There is a strong similarity between this club-selection dilemma and fixation of midshaft clavicle fractures. Two well-done Level I randomized controlled trials in the April 15, 2015 edition of The Journal (van der Meijden et al. and Andrade-Silva et al.) support the notion that, when a patient’s fracture displacement and clinical characteristics warrant fixation, it does not matter whether the surgeon chooses an intramedullary pin or a plate. This decision must be made based on the surgeon’s experience, skill, prior outcomes, and a candid discussion of the options with the patient.
One area of particular concern is the highly comminuted midshaft fracture that is not length-stable. The Andrade-Silva et al. trial showed that, in this setting, the reconstruction plate may well result in clavicular shortening that is statistically greater than shortening with the intramedullary device, but was not found to be clinically important. Still, in those cases a more rigid plate construct may be preferable.
Otherwise, pin or plate achieves equivalent clinical outcomes, just as the sand wedge and pitching wedge can both get the ball close to the pin. It is the experience and skill of the person with the club in hand that matters.
Click here for a commentary by Gordon Groh, MD on the Andrade-Silva et al. article.
Marc Swiontkowski, MD
This is my first Editor’s Choice for OrthoBuzz as new Editor-in-Chief of JBJS. I am following the example of my esteemed predecessor, Vern Tolo, who recently issued an Editor’s Choice warning about our failure to improve the management of patients with fragility fractures in terms of appropriate diagnosis and treatment of underlying osteoporosis. That is a failure of under-treatment. I want to focus on a potential issue of overtreatment.
In the July 2, 2014 JBJS, Leroux et al. describe the risk factors for repeat surgery after ORIF of midshaft clavicle fractures. The study analyzed 1,350 patients treated with surgery between 2002 and 2010 in Ontario. It is important to note that this analysis includes years after 2007, when JBJS published the seminal multicenter RCT on this topic by the Canadian Orthopaedic Trauma Society (COTS). The essence of that study was that ORIF with plate fixation results in a lower rate of nonunion and better functional outcomes predominantly in patients who have completely displaced fractures with about 2 cm of shortening or displacement.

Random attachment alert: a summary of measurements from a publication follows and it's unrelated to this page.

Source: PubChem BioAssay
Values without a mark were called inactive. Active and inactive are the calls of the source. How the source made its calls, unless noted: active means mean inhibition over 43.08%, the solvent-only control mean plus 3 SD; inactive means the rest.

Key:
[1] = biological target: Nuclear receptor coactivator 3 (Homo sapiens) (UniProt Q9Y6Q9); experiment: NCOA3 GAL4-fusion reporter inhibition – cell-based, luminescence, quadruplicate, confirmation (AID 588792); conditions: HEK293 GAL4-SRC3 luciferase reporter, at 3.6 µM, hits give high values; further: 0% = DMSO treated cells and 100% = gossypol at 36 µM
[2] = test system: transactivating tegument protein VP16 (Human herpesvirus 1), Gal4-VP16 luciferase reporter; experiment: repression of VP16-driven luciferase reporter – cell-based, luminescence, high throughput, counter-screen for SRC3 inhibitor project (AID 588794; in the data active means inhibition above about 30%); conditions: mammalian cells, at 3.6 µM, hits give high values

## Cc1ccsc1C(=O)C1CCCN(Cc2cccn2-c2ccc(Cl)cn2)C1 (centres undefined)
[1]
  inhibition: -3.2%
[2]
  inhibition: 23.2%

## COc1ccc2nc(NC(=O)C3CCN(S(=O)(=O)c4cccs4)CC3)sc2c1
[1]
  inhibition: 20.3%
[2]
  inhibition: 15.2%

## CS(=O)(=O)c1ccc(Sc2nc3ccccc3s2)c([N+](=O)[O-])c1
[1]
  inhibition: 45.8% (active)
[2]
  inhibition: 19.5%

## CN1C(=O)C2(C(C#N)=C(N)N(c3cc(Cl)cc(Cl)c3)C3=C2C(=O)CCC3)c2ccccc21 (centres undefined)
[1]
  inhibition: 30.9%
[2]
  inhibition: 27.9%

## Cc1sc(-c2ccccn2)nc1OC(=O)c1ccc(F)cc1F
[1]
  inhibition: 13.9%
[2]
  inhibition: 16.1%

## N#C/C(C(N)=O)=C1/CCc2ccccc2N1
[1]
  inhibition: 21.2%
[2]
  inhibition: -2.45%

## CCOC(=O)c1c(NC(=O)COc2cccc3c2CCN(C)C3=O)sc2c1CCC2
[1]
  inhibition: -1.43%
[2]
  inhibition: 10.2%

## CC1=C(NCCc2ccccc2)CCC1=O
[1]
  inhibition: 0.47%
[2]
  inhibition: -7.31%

Since that publication, we have seen an explosion in the operative treatment of midshaft clavicle fractures in North America. However, all too often the inclusion criteria derived from the seminal RCT are not referenced in individual patient decision making, and the presence of a clavicle fracture–regardless of degree of displacement–becomes an indication for surgical management.
The findings of the Leroux study should help put a hard stop to this! These researchers found a 24.6% incidence of repeat surgery in this cohort of patients. The most common reoperation was isolated implant removal (18.8%), and the incidence of major complications included nonunion (2.6%), deep infection (2.6%), pneumothoraces (1.2%), and malunion (1.1%). Risk of reoperation was increased in female patients and in those with major medical comorbidities. Limited surgeon experience increased the risk of reoperation for infection.
The orthopaedic surgery community must heed these data and act upon them. We should not misinterpret the COTS study to “encourage” a patient to opt for surgery if he or she has a midshaft clavicle fracture with less than 2 cm of shortening or displacement. The technical aspects of surgery for midshaft clavicle nonunion is not that different than that for a fresh fracture, so avoidance of nonunion must be thoughtfully discussed with the patient before recommending surgical fixation.
The bottom line that Leroux et al. provide is that surgery for a midshaft clavicle fracture is not a guaranteed success and that surgeon experience matters. And beyond clavicle fractures, let’s be sure we use our literature during shared decision making in an accurate and appropriate manner. That is a basic tenet of professionalism that we all should subscribe to.